APPENDIX VI Liberia: Statistical Issues

4. There are substantial weaknesses in Liberia’s economic and financial statistics, largely because the seven-year civil war caused widespread destruction of databases and the loss of administrative and institutional capacity for the systematic compilation of economic statistics. A multisector Fund statistics mission visited Monrovia in 1998 and assisted the authorities in establishing short- and long-term objectives for the restoration of economic statistics. A National Statistics Coordination Committee (NSCC) was reinstated in March 1998, but its work has been hampered by a lack of financial resources.

5. The Central Bank of Liberia (CBL) is now regularly reporting monetary, banking, and exchange rate statistics for publication to International Financial Statistics (IFS), but their timeliness needs to be improved.

6. The CBL publishes data on money and banking, prices and output, fiscal operations and debt, interest and exchange rates, and foreign trade in its statistical bulletin, Liberia Financial Statistics, on a bimonthly basis with a lag of about six months. It also publishes the quarterly Financial and Economic Bulletin with a lag of about six months. This provides some commentary and tables on developments over the previous four quarters.

Real sector

7. Annual estimates of production by sector are prepared by the National Accounts Unit of the Ministry of Planning and Economic Affairs (MPEA). The Fund staff has estimated total GDP by sectoral origin for the period from 1988-2002 with the assistance of the MPEA. There is currently no basis for estimating GDP by expenditure.


8. The Price Unit of the MPEA began producing a consumer price index in late 1998, with May 1998 as the starting date and reference period. However, the weights are based on an expenditure survey of 100 Monrovia households conducted in 1963-64. The database of a price survey conducted in 1988-89 with the assistance of the German governmental organization GTZ was lost during the civil war. Targeted sampling frequencies vary from bimonthly for food items to biannual for rents and personal care and services, with actual collections often delayed. Monthly data have not been reported to the Fund in advance of publication, which generally involves a lag of about six months.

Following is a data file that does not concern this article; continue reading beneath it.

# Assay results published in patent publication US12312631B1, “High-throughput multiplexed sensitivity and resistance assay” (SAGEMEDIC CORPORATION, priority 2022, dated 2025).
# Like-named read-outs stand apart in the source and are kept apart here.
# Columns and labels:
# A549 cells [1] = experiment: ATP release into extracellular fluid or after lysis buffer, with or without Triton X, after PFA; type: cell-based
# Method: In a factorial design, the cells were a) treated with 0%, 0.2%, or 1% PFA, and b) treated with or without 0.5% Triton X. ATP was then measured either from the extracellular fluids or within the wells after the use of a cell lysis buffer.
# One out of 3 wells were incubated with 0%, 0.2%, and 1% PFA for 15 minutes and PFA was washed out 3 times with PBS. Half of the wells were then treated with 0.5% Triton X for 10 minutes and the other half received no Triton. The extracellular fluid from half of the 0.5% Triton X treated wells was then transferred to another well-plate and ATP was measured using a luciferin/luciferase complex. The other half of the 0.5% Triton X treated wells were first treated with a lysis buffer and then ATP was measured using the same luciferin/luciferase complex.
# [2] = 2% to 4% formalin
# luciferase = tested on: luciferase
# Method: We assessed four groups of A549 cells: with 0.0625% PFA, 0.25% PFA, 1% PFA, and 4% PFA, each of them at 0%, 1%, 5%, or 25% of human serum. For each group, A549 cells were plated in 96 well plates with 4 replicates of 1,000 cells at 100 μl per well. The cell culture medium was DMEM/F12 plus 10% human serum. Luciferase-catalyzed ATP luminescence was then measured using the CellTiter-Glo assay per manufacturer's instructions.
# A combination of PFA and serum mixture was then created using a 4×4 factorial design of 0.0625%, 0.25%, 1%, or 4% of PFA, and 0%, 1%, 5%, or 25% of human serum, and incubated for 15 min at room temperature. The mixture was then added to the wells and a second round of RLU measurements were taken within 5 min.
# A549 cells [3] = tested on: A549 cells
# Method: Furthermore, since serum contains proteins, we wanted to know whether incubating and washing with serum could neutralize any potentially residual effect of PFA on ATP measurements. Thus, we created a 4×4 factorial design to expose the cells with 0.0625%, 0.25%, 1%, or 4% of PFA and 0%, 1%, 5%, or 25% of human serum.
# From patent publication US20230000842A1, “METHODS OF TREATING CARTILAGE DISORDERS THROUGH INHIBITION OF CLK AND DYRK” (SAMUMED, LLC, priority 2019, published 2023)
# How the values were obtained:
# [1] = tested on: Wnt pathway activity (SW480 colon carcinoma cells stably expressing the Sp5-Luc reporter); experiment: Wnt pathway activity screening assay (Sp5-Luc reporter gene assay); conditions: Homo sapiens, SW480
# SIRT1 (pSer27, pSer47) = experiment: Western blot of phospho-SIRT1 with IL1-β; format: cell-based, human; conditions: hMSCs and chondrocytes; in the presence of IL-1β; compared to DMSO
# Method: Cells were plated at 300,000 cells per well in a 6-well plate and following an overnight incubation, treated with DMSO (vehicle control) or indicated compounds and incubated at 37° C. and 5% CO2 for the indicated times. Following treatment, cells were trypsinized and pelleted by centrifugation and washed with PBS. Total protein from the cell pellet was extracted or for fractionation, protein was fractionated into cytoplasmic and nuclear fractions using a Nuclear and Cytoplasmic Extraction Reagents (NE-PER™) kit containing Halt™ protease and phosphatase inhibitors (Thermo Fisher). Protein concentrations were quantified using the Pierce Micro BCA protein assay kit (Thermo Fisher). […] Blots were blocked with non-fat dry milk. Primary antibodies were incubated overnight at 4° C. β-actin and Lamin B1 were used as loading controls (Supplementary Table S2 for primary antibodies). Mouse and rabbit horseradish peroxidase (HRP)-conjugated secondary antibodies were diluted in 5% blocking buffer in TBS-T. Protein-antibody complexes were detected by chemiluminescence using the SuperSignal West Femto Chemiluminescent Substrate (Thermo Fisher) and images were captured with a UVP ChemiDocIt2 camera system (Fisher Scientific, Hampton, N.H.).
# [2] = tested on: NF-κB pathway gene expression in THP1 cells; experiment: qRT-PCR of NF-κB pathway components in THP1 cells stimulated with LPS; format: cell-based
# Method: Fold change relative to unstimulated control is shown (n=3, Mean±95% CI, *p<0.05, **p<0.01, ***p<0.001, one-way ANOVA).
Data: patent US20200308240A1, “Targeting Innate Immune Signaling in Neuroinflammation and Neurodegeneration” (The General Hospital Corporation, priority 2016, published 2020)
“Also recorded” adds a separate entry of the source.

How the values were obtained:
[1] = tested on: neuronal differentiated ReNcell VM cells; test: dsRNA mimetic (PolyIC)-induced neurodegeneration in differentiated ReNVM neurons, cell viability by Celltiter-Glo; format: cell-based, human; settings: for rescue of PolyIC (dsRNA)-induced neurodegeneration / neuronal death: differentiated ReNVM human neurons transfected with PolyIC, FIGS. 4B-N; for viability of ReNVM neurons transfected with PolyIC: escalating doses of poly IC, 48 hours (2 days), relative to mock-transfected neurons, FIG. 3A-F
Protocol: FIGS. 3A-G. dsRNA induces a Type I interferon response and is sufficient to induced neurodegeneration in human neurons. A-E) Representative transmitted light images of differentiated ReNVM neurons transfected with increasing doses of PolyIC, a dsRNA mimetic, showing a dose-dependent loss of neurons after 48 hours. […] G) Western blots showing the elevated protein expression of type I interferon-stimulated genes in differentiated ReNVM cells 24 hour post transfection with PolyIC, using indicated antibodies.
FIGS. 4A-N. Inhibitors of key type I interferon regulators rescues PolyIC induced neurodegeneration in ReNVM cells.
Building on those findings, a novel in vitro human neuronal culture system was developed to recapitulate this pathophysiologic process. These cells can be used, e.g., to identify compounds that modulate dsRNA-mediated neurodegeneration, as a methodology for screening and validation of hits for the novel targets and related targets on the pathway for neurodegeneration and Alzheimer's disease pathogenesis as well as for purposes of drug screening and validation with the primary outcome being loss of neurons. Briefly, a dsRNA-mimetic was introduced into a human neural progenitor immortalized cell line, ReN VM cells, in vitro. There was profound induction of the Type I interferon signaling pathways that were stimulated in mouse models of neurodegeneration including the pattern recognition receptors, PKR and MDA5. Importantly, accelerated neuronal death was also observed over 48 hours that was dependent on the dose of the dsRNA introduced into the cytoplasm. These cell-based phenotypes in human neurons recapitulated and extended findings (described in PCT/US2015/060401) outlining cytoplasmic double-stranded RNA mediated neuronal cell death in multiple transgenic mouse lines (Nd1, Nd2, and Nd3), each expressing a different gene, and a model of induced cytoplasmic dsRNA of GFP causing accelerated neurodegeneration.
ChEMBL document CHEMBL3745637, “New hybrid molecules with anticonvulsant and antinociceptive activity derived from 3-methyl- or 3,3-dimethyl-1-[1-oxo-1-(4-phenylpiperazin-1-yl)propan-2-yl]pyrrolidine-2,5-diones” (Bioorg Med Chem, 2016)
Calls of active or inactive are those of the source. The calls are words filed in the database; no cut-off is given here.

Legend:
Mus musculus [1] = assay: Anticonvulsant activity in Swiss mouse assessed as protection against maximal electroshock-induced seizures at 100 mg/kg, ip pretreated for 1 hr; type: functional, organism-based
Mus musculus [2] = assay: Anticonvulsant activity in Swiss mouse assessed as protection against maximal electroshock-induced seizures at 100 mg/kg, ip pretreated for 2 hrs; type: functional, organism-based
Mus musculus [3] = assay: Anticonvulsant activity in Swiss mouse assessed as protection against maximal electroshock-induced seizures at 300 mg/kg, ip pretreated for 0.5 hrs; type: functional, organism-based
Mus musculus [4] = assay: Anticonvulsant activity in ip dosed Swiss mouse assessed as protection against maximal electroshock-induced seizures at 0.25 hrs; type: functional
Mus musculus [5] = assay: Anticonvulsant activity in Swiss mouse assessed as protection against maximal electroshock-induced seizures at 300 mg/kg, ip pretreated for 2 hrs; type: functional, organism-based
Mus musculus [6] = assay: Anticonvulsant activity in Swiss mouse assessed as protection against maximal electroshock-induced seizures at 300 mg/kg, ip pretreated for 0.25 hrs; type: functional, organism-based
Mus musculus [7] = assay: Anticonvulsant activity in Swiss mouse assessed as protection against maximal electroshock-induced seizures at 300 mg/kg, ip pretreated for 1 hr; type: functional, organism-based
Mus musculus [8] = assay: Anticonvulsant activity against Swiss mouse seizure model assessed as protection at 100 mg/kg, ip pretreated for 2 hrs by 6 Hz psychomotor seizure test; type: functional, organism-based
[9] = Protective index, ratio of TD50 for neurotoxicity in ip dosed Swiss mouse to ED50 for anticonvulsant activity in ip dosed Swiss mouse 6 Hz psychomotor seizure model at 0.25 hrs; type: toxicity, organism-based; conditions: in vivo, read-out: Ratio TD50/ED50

Government finance statistics

9. The authorities have provided information on fiscal accounts to the staff on an irregular basis but they have not reported data for publication in the Government Financial Statistics Yearbook (GFS) for several years. The Ministry of Finance provides monthly data on government revenue, and current and capital expenditure, in most cases with good disaggregation. There is, however, considerable scope for improvement in the reporting of government finance statistics, particularly in respect of government agencies not currently included in the budget. The reporting of data on domestic arrears, and the financing of the deficit/surplus, is currently mandatory.

Monetary statistics

10. The November 1999 money and banking statistics mission reviewed in detail the methodology for the collection of monetary data, established procedures for their regular compilation, and suggested changes in the central bank’s accounting records and commercial banks’ reporting to improve the overall quality of data. In cooperation with the authorities and based on available information, the mission compiled monetary data for the period January 1998–August 1999. A subsequent mission (May 2000) found that the CBL had made substantial progress in compiling monetary aggregates according to international standards, and that the reporting of data by commercial banks had improved.